[0040] In one or more embodiments, the low density polyethylene includes an ethylene-a-olefin copolymer. In one or more embodiments, the low density polyethylene includes linear low density polyethylene. The linear low density polyethylene employed in one or more embodiments of this invention may be similar to that described in U.S. Patent No. 5,266,392, which is incorporated herein by reference. This copolymer may include from about 2.5 to about 13 mole percent, and in other embodiments from about 3.5 to about 10 mole percent, mer units deriving from a-olefins, with the balance including mer units deriving from ethylene. The a- olefin included in the linear low density polyethylene of one or more embodiments of this invention may include butene-1, pentene-1, hexene-1, octene-1, or 4-methyl- pentene-1. In one or more embodiments, the linear low density polyethylene is devoid or substantially devoid of propylene mer units (i.e., units deriving from propylene) . Substantially devoid refers to that amount or less of propylene mer units that would otherwise have an appreciable impact on the copolymer or the compositions of this invention if present.

[0041] The linear low density polyethylene of one or more embodiments of this invention can be characterized by a density of from about 0.885 g/cc to about 0.930 g/cc, in other embodiments from about 0.900 g/cc to about 0.920 g/cc, and in other embodiments from about 0.900 g/cc to about 0.910 g/cc per ASTM D-792.

[0042] In one or more embodiments, the linear low density polyethylene may be characterized by a weight average molecular weight of from about 1 x 10^ to about 5 x lO^ g/mole, in other embodiments 2 x lO^ to about 10 x 10^ g/mole, in other embodiments from about 5 x 10^ to about 8 x 10^ g/mole, and in other embodiments from about 6 x 10^ to about 7 x 10^ g/mole as measured by GPC with polystyrene standards. In these or other embodiments, the linear low density polyethylene may be characterized by a molecular weight distribution (Mw/Mn) of from about 2.5 to about

25, in other embodiments from about 3 to about 20, and in other embodiments from about 3.5 to about 10. In these or other embodiments, the linear low density polyethylene may be characterized by a melt flow rate of from about 0.2 to about 10 dg/min, in other embodiments from about 0.4 to about 5 dg/min, and in other embodiments from about 0.6 to about 2 dg/min per ASTM D-1238 at 230°C and 2.16 kg load.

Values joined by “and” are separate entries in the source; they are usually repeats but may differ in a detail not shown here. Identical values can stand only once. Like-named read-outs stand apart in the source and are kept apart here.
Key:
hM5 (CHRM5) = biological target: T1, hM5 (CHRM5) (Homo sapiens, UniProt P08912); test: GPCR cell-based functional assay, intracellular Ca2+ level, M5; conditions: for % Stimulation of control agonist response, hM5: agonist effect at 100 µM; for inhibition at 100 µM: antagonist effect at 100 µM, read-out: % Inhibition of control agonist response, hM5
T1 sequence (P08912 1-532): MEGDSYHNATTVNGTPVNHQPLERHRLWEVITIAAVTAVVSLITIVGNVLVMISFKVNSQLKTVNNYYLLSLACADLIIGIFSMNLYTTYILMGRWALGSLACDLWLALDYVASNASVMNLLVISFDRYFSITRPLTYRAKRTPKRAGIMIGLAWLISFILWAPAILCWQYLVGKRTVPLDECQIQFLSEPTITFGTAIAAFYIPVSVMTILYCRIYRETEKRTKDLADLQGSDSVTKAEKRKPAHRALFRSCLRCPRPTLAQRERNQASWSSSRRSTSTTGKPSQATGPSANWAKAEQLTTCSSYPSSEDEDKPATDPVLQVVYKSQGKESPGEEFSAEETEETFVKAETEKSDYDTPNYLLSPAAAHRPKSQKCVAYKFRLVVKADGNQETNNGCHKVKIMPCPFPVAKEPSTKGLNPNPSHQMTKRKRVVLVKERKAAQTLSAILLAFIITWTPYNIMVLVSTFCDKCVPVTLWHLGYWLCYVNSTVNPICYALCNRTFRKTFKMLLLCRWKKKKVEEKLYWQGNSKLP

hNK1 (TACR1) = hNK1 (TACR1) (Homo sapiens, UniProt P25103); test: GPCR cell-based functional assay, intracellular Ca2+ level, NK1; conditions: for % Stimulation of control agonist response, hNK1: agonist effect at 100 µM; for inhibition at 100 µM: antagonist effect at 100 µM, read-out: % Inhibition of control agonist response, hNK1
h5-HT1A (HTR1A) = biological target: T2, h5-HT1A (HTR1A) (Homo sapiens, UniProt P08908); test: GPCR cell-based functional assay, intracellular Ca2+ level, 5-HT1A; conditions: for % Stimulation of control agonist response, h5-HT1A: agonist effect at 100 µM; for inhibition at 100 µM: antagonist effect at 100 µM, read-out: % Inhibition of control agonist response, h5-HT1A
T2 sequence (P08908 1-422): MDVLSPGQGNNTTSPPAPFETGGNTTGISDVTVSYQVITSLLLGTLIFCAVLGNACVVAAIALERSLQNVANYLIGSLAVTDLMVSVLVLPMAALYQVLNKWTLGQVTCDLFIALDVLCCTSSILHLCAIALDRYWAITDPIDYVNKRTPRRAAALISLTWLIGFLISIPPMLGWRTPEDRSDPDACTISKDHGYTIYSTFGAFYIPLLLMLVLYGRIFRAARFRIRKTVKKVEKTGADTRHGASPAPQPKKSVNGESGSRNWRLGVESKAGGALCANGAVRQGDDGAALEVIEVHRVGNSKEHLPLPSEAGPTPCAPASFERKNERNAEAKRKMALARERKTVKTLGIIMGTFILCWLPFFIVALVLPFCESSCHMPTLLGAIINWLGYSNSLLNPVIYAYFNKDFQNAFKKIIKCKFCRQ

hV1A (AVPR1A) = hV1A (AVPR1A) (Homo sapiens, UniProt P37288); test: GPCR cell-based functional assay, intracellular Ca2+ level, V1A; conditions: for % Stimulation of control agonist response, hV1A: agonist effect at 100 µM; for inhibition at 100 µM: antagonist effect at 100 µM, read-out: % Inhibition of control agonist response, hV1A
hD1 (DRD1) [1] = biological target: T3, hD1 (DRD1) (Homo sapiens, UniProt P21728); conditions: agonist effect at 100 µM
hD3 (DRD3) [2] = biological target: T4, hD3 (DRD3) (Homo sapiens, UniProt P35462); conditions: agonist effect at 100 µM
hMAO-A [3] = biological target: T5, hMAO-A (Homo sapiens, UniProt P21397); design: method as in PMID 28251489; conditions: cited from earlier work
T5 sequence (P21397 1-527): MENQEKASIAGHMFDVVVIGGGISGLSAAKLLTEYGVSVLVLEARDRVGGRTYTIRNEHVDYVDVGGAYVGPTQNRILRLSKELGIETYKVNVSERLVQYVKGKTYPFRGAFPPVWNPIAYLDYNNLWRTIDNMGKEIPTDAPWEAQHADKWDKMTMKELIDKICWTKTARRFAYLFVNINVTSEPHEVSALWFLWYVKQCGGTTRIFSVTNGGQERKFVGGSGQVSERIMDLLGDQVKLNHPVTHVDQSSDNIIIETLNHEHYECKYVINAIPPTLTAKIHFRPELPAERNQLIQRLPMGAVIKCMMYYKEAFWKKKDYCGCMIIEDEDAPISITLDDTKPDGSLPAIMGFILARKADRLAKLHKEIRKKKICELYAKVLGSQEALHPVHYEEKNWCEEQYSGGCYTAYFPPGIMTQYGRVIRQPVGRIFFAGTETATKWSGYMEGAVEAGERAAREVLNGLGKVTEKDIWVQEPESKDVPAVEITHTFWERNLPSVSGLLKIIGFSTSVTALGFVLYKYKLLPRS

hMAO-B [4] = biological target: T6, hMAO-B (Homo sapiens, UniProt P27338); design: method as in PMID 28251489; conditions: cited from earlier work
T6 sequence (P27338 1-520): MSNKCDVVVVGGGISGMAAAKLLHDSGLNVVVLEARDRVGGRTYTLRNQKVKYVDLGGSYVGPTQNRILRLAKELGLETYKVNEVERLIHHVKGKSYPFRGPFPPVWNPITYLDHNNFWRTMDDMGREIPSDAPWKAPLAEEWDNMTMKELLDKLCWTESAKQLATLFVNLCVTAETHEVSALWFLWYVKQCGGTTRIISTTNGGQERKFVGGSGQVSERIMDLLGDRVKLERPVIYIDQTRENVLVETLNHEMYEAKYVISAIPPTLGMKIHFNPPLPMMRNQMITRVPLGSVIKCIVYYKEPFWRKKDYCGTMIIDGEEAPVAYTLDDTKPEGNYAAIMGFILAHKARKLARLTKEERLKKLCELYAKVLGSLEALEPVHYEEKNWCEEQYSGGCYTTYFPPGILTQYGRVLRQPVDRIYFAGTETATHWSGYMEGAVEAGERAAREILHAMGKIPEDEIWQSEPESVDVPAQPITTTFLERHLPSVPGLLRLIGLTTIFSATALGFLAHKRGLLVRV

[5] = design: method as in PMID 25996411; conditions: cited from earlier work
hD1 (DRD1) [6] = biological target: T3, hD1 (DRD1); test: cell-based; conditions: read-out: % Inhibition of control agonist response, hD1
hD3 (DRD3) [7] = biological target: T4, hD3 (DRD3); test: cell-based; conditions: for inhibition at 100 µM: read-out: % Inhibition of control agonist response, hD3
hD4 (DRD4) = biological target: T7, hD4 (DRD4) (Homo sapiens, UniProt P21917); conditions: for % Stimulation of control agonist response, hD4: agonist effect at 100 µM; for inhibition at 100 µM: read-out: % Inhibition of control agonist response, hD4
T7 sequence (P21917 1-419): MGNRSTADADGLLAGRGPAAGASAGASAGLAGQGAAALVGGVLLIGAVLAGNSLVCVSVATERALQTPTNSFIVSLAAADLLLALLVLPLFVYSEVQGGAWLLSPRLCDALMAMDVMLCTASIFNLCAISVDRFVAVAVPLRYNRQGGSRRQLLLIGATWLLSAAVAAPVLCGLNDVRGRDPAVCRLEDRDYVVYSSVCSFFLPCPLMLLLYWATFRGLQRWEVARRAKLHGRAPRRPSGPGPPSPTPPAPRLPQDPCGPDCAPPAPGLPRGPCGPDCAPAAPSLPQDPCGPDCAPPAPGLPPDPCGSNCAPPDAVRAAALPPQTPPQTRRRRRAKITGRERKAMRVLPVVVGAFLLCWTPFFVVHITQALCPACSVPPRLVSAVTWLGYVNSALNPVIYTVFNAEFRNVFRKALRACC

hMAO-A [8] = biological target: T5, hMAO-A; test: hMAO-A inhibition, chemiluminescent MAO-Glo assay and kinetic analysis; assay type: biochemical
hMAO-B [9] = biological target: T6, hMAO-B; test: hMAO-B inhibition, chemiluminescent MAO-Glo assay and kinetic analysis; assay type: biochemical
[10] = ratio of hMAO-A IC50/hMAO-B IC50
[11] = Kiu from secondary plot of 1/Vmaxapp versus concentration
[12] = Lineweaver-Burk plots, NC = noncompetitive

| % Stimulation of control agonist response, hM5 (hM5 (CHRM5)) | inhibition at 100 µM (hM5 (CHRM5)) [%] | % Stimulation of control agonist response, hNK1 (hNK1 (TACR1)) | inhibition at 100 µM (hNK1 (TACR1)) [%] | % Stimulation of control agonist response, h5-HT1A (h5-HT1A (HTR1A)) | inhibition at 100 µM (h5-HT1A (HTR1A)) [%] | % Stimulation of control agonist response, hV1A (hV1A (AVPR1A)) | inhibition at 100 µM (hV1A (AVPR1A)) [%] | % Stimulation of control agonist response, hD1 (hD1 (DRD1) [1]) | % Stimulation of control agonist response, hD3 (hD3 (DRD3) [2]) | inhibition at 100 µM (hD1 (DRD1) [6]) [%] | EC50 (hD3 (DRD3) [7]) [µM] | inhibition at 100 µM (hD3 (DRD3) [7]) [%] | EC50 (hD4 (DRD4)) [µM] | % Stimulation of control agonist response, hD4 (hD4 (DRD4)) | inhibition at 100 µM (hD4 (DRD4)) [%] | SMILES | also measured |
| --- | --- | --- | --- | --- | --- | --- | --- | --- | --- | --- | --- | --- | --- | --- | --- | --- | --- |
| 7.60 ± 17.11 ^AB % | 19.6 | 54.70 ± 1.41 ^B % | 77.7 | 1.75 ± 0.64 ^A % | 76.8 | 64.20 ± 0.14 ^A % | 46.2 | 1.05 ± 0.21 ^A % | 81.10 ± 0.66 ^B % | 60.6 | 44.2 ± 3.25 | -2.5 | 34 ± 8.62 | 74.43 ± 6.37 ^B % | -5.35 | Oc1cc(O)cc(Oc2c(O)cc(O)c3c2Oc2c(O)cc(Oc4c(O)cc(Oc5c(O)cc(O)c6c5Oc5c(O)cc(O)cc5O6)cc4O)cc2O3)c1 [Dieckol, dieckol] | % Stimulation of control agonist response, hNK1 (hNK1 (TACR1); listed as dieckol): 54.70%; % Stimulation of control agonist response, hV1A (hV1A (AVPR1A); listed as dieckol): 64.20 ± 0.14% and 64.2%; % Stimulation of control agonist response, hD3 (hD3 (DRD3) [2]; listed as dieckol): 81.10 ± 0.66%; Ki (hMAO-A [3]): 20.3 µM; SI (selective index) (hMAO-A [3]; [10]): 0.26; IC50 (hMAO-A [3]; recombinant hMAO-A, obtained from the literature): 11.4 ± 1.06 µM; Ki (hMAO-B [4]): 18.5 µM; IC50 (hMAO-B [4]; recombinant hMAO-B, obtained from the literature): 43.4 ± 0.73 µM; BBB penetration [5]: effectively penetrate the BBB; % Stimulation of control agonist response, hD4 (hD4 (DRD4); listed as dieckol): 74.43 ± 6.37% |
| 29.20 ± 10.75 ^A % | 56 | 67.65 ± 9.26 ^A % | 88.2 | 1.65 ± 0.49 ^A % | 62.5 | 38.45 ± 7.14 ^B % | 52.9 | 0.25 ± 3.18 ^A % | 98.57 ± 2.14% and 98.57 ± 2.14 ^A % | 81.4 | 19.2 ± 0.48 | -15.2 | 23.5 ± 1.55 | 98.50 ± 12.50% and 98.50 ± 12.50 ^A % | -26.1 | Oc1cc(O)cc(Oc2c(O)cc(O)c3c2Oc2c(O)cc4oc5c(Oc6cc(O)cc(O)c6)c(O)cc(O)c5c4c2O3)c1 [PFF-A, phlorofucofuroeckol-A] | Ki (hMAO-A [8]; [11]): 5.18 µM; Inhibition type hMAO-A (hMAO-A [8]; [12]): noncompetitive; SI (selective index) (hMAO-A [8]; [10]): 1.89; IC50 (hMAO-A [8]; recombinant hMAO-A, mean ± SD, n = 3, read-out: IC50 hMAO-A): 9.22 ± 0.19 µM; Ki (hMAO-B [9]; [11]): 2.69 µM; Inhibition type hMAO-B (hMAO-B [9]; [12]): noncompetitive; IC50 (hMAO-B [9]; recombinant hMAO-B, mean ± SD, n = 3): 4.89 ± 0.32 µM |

[0043] The linear low density polyethylene of one or more embodiments of this invention may be prepared by using a convention Ziegler Natta coordination catalyst system.

[0044] Useful linear low density polyethylene includes those that are commercially available. For example, linear low density polyethylene can be obtained under the tradename Dowlex™ 2267G (Dow); or under the tradename DFDA-1010 NT 7 (Dow); or under the tradename GA502023 (Lyondell) .

Isocyanate-Reactive Polymer

[0045] As explained above, the thermoplastic membranes of the present invention include a polymer having an isocyanate-reactive functionality, which may also be referred to as a isocyanate-reactive polymer. In one or more embodiments, the one or more isocyanate-reactive functionalities on the polymer may be located at the terminal ends of a linear polymer. In these or other embodiments, the one or more isocyanate-reactive functionalities may be located along the backbone of the polymer. In particular embodiments, the polymer includes multiple isocyanate-reactive functionalities.

[0046] In one or more embodiments, isocyanate-reactive functionalities include those substituents (which may also be referred to as groups) that will react with an isocyanate substituent. As is known in the art, hydroxyl groups will react with isocyanate functionalities in a polyurethane-type reaction. Inasmuch as the reaction between hydroxyl groups and isocyanate groups are well known, reference herein may be made to hydroxyl-bearing polymers (although it should be understood that the concepts of the invention can be expanded to other isocyanate-reactive polymers) . In other embodiments, isocyanate-reactive functional groups include amine groups.

[0047] In one or more embodiments, the hydroxyl-bearing polymer includes at least 0.05 weight percent, in other embodiments at least 0.5 weight percent, in other embodiments at least 1 weight percent, and in other embodiments at least 3 weight percent hydroxyl functionality (i.e., weight of the hydroxyl functionalities) based on the entire weight of the polymer. In these or other embodiments, the hydroxyl- bearing polymer includes at most 15 weight percent, in other embodiments at most 7 weight percent, and in other embodiments at most 5 weight percent hydroxyl functionality based on the entire weight of the polymer. In one or more embodiments, the hydroxyl-bearing polymer includes from about 0.05 to about 15 weight percent, in other embodiments from about 0.5 to about 7 weight percent, and in other embodiments from about 1 to about 5 weight percent hydroxyl functionality based on the entire weight of the polymer.